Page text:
Over the past several months, states across the country have pushed through proposals taxing reduced-risk products such as e-cigarettes, despite proven benefits in helping smokers quit their deadly habits. In November, Massachusetts Governor Charlie Baker (D) signed into law an astounding 75 percent tax on the wholesale price of vaping products. This and similar proposals by other states such as Illinois and Minnesota will directly result in more people smoking – and dying from – deadly combustible cigarettes and increase healthcare costs for state taxpayers down the road. State lawmakers and officials should spend 2020 rolling back these onerous taxes, allowing consumers a reprieve from the heavy hand of government. A popular New Year’s resolution is to quit smoking.  There is no better way to help people quit smoking than allowing innovation to flourish by increasing the availability of harm reduction products.

Keep Cronyism in Check

Taxpayers across the fifty states pay an increasing share of their hard-earned dollars to the government, only to see officials use these revenues to benefit their friends. Rhode Island taxpayers in particular have borne the brunt of cronyism as the deeply-unpopular Raimondo administration repeatedly attempts to kick back funds to friends and political allies. Gov. Gina Raimondo continues to push for a no-bid twenty-year contract extension for lottery technology provider International Game Technology (IGT), despite the company’s inefficiencies in managing state lottery and gambling systems. Gov. Raimondo works closely with former IGT executive Donald Sweitzer at the Democratic Governors Association, and continued collusion guarantees that taxpayers will lose out on a fair deal. According to a TPA report on the issue, Rhode Island taxpayers could save more than $1 billion if the state pursues competitive contracting instead of a crooked deal that only benefits IGT.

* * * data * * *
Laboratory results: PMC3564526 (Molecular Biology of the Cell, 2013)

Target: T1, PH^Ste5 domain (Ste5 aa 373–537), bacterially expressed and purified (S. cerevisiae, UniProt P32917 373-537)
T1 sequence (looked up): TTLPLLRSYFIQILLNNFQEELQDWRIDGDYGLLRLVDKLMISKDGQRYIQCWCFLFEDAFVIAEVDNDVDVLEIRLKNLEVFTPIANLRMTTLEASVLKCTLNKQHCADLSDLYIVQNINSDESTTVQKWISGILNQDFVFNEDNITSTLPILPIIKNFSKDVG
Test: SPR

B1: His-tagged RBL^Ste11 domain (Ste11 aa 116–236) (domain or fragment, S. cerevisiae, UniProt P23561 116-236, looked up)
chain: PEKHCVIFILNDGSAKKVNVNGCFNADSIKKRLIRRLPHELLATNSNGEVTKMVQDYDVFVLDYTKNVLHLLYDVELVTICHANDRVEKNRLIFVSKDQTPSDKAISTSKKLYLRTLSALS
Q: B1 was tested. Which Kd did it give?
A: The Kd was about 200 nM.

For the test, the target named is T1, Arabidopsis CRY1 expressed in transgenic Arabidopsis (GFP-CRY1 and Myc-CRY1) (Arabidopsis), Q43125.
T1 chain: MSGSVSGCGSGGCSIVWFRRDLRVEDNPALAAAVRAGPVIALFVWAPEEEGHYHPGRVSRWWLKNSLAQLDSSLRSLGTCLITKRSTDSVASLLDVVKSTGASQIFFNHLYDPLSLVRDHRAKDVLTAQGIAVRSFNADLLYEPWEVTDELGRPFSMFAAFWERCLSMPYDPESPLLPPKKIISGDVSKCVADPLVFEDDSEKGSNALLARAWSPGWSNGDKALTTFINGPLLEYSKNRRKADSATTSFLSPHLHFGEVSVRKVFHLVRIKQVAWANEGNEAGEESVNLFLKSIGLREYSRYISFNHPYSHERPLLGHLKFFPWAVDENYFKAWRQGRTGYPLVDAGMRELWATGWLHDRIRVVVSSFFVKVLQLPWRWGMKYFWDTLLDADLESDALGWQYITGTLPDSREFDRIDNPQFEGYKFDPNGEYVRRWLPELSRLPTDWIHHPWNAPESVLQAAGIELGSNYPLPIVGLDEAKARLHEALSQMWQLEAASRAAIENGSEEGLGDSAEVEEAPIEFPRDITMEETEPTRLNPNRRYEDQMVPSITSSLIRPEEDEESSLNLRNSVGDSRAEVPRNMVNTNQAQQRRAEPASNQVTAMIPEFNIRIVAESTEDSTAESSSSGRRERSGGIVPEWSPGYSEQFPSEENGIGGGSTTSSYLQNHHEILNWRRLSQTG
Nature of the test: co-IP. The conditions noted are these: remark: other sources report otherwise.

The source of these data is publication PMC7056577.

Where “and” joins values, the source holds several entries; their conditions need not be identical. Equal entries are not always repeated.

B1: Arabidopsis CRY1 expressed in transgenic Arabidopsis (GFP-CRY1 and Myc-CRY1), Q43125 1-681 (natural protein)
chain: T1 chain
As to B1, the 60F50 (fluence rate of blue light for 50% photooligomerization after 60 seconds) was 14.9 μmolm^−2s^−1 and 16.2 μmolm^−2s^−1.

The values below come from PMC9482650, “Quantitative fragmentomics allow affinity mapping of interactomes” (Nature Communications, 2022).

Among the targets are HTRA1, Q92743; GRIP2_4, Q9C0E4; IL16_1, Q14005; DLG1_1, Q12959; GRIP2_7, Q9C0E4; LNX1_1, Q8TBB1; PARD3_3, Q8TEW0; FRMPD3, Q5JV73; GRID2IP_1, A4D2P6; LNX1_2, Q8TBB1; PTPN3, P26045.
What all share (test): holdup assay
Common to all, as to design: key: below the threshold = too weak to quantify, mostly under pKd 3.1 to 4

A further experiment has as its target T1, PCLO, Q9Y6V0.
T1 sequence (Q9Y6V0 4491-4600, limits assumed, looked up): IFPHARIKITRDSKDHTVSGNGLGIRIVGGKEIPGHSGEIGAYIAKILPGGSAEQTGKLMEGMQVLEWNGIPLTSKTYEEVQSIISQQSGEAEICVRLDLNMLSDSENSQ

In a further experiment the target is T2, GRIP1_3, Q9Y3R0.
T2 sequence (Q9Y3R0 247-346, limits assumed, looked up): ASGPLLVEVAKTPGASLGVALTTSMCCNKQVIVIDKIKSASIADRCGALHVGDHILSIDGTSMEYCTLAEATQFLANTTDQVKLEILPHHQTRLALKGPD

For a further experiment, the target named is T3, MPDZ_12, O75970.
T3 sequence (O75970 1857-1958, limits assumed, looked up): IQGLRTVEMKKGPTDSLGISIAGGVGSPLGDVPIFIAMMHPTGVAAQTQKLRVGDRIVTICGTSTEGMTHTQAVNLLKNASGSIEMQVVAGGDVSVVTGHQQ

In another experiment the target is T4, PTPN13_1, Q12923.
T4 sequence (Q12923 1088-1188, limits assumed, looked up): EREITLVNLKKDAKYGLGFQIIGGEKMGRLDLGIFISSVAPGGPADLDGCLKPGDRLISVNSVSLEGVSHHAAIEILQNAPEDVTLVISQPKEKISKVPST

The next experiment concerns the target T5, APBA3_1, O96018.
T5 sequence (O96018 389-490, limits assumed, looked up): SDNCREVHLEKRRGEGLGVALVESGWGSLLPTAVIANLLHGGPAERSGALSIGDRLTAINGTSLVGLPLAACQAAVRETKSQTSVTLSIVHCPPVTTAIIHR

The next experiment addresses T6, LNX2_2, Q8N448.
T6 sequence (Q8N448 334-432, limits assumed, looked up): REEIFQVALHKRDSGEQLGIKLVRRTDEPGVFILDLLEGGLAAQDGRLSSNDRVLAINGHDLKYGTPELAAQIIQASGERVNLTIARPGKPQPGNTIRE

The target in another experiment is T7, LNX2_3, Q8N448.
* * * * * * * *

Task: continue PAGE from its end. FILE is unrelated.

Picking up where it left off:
Across the country, states have a responsibility to ensure that contracts are decided impartially, and citizens are getting the best deal at the lowest cost. Any other outcome keeps taxes high and dissuades businesses from setting up shop in crony states. Officials in Rhode Island and elsewhere must do better in 2020. 

There you have it, TPA’s resolutions for the White House, Congress, and state officials for 2020.  Unlike your personal trainer that will forget your name after two months, TPA will continue to hold all elected and non-elected officials accountable for 12 months.